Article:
A Board of Directors is a steward for shareholders and accountability for the discharge of that stewardship is essential to long-term corporate prosperity.

In rare situations the appropriate course of action for shareholders dissatisfied with the conduct of Board members is to seek to remove them. But in many situations such a personality-focused approach is unproductive and unwarranted. In those situations a better course of action is to formally and publicly allow shareholders the opportunity at shareholder meetings such as the AGM to alert Board members that they seek more information or favour a particular approach to corporate policy.

The Constitution of our company is not conducive to the right of shareholders to place ordinary resolutions on the agenda of a shareholder meeting. In our view, this is contrary to the long-term interests of our company, our company’s Board, and all shareholders in our company.

Passage of this resolution – to amend our company’s Constitution – will simply put our company in a similar position in regard to shareholder resolutions as any listed company in the UK, US, Canada or New Zealand, and extend to us a right already enjoyed by our BHP Billiton Plc counterparts.

The Australasian Centre for Corporate Responsibility urges shareholders to vote for this proposal.



1  The threshold for the exercise of this right by shareholders in publicly listed companies in the UK are 5% of the total voting rights or 100 shareholders (338 of the UK Companies Act 2006, see



Supporting statement to resolution 2 (ordinary resolution)

As a shareholder, The Australasian Centre for Corporate Responsibility (ACCR) favours policies and practices that protect and enhance the value of our investments. Many investors are deeply concerned about existing and future effects of climate change on society, business and our economy.

Investor concern about climate lobbying is growing. The Principles for Responsible Investment (PRI) “Investor Expectations on Corporate Climate Lobbying,” endorsed by investors responsible for more than US$4 trillion in assets under management, calls on companies to ensure that their public policy advocacy – whether direct or indirect (e.g. through industry bodies) – supports efforts to mitigate and adapt to climate change.2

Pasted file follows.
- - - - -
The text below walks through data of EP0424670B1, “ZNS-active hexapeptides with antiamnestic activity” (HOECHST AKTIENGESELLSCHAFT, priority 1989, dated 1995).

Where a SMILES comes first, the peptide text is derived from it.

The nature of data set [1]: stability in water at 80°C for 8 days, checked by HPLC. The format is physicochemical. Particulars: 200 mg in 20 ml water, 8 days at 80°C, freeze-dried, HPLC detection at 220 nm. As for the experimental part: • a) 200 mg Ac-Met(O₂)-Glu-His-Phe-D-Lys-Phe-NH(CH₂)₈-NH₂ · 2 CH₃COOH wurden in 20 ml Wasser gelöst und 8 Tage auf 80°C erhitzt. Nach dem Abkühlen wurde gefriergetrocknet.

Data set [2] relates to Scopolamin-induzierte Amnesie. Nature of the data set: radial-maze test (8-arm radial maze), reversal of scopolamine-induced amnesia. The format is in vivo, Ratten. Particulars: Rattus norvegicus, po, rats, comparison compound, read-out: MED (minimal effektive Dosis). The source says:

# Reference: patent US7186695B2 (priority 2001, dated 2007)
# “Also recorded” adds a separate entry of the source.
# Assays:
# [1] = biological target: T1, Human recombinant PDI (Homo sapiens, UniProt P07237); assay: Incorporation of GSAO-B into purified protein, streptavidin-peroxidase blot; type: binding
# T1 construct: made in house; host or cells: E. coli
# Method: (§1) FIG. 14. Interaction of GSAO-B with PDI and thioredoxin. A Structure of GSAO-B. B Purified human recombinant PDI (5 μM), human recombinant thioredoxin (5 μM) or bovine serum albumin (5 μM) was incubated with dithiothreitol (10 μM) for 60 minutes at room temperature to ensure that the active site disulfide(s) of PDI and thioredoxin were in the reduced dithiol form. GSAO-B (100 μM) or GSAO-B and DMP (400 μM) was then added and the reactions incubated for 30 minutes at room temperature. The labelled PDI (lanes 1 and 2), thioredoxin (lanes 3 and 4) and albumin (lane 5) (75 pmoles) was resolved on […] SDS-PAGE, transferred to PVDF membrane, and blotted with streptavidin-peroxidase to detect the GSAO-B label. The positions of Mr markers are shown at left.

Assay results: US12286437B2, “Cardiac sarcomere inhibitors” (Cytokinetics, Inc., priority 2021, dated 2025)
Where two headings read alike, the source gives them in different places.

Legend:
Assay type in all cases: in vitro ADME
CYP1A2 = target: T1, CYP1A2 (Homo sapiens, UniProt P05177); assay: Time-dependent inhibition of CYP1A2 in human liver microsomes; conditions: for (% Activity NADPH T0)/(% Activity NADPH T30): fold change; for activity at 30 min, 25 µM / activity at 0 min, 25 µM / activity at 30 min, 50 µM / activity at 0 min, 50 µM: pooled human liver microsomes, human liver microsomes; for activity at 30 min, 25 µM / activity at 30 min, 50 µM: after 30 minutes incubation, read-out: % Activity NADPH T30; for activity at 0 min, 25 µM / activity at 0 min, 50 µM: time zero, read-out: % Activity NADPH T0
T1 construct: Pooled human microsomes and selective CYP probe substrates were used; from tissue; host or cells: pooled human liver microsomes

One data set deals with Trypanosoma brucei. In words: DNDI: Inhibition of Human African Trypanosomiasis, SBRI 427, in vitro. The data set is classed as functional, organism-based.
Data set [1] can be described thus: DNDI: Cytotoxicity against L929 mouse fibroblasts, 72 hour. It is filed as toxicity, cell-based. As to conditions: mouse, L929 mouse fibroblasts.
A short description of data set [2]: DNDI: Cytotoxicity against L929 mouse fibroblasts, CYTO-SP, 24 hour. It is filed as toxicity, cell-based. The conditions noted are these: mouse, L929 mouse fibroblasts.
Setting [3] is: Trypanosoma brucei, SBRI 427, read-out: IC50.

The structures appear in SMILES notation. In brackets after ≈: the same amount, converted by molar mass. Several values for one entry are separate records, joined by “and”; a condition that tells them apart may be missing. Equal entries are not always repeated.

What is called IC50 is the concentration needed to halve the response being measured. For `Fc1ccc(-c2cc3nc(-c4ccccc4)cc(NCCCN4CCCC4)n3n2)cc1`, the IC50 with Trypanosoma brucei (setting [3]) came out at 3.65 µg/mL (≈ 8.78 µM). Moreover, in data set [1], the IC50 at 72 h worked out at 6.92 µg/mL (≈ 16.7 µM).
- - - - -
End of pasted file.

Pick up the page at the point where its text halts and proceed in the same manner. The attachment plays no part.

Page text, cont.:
The last decade or longer of Australian climate and energy policy has been characterised by short-lived policy subject to relentless scrutiny and adversarial campaigning by industry bodies, or no policy at all. Accordingly, we urge companies in the mining and energy sector to review their relationships with industry bodies that take obstructive or misleading public policy positions on climate change.

In particular, we question the long-term attractiveness to shareholders of our company’s public policy advocacy through the Minerals Council of Australia (MCA). The inconsistencies between our company’s policies and the MCA’s lobbying positions are clear.3 In June 2017, the MCA sought to undermine adoption of the Finkel Review’s recommendations on energy policy by the federal government.4 These activities diminished the federal government’s ability to resolve a national policy issue of material relevance to our company and the stability of its operations.5

In March 2017, the MCA criticised Renewable Energy Targets and Feed-in-Tariffs.6 The MCA has lobbied for government policy and financing support for the construction of new coal-fired power generation,7 although any new coal-fired power generation would be inconsistent with Australia meeting its Paris Agreement commitments, unless its emissions are fully captured with carbon capture and storage (CCS).8 The MCA has advocated for HELE coal,9 which has much higher emissions than CCS.



2  See
3  See
4  See
5  See
6  See facts
7  See
8  See
9  See



In the lead-up to the 2016 federal election, the MCA spent almost $2.5m promoting coal-fired power generation.10 The organisation has, in 2017, called for government support to encourage financing of new coal-fired power generation.11